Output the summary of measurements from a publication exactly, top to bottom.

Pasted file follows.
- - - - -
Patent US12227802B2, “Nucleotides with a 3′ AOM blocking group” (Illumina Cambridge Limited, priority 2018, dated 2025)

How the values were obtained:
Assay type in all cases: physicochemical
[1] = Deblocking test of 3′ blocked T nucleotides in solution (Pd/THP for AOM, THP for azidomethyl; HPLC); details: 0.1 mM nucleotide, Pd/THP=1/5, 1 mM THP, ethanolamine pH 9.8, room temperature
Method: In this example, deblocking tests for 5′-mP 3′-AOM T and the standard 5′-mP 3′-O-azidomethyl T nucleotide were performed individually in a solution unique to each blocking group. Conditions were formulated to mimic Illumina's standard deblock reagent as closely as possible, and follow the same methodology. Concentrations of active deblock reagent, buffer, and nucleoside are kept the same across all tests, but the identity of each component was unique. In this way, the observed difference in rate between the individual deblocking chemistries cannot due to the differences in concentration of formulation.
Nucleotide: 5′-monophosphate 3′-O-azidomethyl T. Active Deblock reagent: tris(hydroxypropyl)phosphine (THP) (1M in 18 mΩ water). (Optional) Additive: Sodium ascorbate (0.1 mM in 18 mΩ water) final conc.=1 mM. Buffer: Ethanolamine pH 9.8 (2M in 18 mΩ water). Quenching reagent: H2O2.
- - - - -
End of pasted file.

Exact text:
Patent US12227802B2, “Nucleotides with a 3′ AOM blocking group” (Illumina Cambridge Limited, priority 2018, dated 2025)

How the values were obtained:
Assay type in all cases: physicochemical
[1] = Deblocking test of 3′ blocked T nucleotides in solution (Pd/THP for AOM, THP for azidomethyl; HPLC); details: 0.1 mM nucleotide, Pd/THP=1/5, 1 mM THP, ethanolamine pH 9.8, room temperature
Method: In this example, deblocking tests for 5′-mP 3′-AOM T and the standard 5′-mP 3′-O-azidomethyl T nucleotide were performed individually in a solution unique to each blocking group. Conditions were formulated to mimic Illumina's standard deblock reagent as closely as possible, and follow the same methodology. Concentrations of active deblock reagent, buffer, and nucleoside are kept the same across all tests, but the identity of each component was unique. In this way, the observed difference in rate between the individual deblocking chemistries cannot due to the differences in concentration of formulation.
Nucleotide: 5′-monophosphate 3′-O-azidomethyl T. Active Deblock reagent: tris(hydroxypropyl)phosphine (THP) (1M in 18 mΩ water). (Optional) Additive: Sodium ascorbate (0.1 mM in 18 mΩ water) final conc.=1 mM. Buffer: Ethanolamine pH 9.8 (2M in 18 mΩ water). Quenching reagent: H2O2.